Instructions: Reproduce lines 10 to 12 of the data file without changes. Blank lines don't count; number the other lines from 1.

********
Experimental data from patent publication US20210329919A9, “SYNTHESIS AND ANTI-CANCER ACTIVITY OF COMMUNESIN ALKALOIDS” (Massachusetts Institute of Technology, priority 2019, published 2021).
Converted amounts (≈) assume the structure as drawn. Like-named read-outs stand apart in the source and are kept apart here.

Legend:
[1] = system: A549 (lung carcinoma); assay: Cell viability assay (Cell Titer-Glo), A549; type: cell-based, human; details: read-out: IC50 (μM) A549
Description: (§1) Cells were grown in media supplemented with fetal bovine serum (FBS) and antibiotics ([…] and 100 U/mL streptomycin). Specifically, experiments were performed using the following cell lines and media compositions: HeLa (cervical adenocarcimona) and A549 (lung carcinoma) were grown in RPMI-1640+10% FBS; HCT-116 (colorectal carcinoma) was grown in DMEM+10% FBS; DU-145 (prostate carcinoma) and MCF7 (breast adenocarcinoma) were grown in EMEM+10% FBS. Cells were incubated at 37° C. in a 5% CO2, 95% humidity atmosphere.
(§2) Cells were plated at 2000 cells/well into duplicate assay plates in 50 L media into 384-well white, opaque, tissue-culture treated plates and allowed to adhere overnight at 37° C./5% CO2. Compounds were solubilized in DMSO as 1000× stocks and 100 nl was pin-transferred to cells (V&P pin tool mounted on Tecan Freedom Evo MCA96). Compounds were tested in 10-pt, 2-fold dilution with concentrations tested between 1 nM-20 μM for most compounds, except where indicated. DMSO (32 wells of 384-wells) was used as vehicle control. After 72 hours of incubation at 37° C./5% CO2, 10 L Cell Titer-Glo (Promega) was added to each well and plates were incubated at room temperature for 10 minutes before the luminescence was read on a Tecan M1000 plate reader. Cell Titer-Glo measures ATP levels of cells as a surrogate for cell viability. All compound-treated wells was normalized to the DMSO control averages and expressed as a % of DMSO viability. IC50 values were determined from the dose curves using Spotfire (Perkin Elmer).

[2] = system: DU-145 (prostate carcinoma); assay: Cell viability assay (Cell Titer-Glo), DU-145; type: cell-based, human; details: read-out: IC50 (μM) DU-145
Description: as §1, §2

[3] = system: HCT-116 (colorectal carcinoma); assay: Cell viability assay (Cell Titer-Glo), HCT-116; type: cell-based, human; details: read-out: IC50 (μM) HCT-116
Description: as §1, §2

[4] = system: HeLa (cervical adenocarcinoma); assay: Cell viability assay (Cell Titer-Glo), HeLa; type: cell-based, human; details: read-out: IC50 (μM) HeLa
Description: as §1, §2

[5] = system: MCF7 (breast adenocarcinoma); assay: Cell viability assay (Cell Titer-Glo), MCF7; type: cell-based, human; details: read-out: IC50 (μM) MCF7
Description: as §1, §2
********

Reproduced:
Description: as §1, §2

[4] = system: HeLa (cervical adenocarcinoma); assay: Cell viability assay (Cell Titer-Glo), HeLa; type: cell-based, human; details: read-out: IC50 (μM) HeLa
Description: as §1, §2